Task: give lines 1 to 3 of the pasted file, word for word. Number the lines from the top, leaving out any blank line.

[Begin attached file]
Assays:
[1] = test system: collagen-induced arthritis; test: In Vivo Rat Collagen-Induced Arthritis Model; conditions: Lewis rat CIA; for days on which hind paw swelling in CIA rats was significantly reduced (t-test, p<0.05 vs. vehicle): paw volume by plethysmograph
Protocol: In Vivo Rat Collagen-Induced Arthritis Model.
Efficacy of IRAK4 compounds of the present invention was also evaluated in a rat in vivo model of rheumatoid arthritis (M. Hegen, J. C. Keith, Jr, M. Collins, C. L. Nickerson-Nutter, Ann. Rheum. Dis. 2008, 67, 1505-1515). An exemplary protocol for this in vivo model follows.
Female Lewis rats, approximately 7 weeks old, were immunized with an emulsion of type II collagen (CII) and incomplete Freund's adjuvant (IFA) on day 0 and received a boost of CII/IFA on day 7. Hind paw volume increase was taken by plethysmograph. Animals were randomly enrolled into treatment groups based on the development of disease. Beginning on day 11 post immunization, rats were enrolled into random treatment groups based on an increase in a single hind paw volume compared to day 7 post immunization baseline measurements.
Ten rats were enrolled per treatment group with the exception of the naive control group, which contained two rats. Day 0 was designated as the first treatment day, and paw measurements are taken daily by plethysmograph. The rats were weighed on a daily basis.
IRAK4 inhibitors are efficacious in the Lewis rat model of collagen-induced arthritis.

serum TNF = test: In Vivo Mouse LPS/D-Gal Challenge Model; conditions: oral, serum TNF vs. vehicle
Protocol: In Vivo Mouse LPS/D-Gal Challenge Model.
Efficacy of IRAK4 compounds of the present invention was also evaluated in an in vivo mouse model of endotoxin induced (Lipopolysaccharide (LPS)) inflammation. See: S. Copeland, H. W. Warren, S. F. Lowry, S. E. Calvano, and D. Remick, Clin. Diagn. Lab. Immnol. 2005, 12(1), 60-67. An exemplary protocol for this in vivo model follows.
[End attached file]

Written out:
Assays:
[1] = test system: collagen-induced arthritis; test: In Vivo Rat Collagen-Induced Arthritis Model; conditions: Lewis rat CIA; for days on which hind paw swelling in CIA rats was significantly reduced (t-test, p<0.05 vs. vehicle): paw volume by plethysmograph
Protocol: In Vivo Rat Collagen-Induced Arthritis Model.